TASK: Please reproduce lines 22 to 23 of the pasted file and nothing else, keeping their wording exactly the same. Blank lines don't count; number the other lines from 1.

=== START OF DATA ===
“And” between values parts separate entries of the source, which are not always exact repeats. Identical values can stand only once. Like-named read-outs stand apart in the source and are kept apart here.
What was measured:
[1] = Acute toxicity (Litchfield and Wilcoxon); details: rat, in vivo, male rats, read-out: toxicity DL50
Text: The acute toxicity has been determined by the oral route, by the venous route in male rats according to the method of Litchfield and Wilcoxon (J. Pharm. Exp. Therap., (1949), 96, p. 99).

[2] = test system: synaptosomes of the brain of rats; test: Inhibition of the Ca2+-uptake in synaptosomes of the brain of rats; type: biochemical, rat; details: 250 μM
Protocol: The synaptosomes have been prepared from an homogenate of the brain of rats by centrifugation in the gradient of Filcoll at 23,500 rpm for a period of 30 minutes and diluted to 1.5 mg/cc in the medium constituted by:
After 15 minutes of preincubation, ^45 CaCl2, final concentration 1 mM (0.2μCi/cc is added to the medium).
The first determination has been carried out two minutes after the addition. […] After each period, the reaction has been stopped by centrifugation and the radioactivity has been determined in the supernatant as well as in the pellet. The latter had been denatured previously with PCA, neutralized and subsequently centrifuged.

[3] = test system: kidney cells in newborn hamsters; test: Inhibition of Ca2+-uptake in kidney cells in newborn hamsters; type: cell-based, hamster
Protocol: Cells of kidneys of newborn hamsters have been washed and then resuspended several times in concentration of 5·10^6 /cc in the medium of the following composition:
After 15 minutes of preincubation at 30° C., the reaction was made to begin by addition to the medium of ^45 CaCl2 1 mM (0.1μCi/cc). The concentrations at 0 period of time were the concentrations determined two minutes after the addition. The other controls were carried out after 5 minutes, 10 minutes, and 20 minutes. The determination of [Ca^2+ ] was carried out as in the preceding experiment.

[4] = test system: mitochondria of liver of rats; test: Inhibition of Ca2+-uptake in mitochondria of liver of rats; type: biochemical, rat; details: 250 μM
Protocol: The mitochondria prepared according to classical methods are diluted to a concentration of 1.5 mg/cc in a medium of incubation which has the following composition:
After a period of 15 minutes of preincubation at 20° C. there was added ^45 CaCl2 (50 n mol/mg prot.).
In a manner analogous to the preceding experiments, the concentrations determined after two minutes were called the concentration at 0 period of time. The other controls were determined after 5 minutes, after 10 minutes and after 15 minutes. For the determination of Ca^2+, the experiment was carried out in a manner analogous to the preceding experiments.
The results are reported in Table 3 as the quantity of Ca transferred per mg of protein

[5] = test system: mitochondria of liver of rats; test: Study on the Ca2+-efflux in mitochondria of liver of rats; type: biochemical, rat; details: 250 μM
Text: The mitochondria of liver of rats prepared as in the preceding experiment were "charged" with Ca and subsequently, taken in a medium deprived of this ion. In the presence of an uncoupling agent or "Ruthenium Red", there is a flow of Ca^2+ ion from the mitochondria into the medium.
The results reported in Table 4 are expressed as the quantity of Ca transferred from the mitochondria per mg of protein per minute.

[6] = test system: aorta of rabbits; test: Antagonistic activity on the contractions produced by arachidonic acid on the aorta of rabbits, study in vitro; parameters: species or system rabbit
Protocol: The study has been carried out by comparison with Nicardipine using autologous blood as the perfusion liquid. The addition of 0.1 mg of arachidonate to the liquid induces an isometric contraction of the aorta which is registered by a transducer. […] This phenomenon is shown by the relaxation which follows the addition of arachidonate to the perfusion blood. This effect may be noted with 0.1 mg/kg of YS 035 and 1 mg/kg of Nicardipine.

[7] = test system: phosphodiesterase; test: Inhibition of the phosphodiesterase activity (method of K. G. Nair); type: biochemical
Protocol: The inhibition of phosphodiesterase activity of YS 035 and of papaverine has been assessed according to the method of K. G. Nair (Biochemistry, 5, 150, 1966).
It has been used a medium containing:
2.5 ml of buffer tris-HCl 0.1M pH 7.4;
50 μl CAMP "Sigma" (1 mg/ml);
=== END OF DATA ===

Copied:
[7] = test system: phosphodiesterase; test: Inhibition of the phosphodiesterase activity (method of K. G. Nair); type: biochemical
Protocol: The inhibition of phosphodiesterase activity of YS 035 and of papaverine has been assessed according to the method of K. G. Nair (Biochemistry, 5, 150, 1966).